This makes them a great way to store and transport energy efficiently and easily. Let’s expand on some of the technology’s main benefits:
- Li-ion batteries require less maintenance: With regards to maintenance, Li-ion batteries, unlike lead-acid batteries, do not need to be “watered” meaning they require less monitoring and skilled operatives to conduct maintenance on them.
- They last a long time: Li-ion batteries, as previously stated, last a relatively long time. On average, a Li-ion battery can be expected to remain serviceable for eight or more years (depending on use).
- Li-ion batteries are rechargeable: Whether used for domestic appliances, or industrial machines, the ability to recharge them at will is incredibly useful. Charging is also relatively fast, and getting faster (as we have seen with advances in super-quick charging in EVs).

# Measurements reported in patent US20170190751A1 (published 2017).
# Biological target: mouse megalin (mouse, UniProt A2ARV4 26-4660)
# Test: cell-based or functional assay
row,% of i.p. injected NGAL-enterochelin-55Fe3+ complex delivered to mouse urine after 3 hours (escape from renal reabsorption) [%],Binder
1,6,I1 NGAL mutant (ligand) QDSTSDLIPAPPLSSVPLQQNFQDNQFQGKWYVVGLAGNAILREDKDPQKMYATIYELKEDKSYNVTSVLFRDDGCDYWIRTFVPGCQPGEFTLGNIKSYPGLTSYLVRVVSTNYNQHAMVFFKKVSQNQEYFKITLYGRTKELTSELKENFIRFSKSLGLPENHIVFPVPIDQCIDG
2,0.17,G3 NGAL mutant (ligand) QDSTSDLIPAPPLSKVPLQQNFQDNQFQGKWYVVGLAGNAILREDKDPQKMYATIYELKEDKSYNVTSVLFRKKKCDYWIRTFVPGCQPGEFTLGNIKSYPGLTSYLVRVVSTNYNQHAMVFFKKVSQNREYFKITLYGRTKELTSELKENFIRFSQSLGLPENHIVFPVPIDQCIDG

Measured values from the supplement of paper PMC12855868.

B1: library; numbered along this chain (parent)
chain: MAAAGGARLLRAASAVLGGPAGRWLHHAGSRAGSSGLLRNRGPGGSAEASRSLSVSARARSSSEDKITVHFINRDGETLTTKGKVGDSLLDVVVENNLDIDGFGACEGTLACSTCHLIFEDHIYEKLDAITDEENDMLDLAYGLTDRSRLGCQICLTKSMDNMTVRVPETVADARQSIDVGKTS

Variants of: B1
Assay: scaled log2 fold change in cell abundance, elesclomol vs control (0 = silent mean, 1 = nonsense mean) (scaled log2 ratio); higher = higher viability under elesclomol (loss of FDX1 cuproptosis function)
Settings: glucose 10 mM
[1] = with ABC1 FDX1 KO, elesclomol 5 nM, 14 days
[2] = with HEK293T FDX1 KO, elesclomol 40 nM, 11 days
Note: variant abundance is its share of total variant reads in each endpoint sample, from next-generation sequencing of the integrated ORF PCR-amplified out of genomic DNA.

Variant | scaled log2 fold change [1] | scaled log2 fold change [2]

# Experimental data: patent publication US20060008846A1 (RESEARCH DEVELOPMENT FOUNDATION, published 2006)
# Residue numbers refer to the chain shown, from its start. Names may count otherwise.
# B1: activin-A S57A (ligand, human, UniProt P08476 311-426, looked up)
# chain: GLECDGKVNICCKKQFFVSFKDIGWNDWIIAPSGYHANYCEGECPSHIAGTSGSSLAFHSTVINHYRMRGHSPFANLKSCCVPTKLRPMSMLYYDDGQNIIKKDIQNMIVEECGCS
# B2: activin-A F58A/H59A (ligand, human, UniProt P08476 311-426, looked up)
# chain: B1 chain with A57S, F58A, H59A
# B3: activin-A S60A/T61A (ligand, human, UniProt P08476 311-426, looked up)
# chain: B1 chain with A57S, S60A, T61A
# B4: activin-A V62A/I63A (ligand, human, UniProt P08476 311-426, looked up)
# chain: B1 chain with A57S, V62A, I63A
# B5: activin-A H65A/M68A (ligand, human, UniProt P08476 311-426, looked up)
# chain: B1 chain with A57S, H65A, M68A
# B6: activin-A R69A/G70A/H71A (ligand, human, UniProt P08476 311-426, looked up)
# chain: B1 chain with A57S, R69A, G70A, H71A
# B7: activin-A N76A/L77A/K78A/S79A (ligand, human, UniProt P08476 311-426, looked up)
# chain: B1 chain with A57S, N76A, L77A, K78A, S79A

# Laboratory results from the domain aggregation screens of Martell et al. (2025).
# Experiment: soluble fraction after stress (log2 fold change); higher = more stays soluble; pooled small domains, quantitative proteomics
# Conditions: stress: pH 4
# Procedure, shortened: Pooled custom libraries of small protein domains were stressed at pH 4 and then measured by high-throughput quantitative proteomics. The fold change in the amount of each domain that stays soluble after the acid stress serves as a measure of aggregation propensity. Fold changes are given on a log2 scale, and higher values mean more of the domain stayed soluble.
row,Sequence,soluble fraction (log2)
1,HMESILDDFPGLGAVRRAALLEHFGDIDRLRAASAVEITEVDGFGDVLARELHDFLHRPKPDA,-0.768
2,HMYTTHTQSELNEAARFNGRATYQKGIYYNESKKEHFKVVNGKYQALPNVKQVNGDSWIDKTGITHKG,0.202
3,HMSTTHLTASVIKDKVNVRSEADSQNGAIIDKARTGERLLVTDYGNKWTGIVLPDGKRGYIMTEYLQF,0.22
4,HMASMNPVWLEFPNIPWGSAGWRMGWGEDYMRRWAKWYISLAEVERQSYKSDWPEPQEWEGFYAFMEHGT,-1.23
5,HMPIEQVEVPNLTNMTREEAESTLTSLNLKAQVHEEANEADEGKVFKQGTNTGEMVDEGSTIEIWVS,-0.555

- They are generally safe: As Li-ion batteries do not need the highly toxic chemicals found in more conventional batteries, such as acidic components in lead-acid batteries, they are relatively safer to use and dispose of.
- Li-ion batteries are relatively environmentally friendly: When compared to lead-acid batteries and to fossil fuel alternatives, Li-ion batteries are much better for the environment. Lithium isn’t a toxic heavy metal like lead, and directly replacing internal combustion-engined vehicles with EVs using li-ion batteries as a power source helps reduce emissions.
However, as you are about to find out, the environmental benefits of Li-ion batteries may in some ways be shortsighted.
What is the environmental impact of battery production and disposal?
Possibly the most important environmental impact of EVs is the way lithium for their batteries are sourced.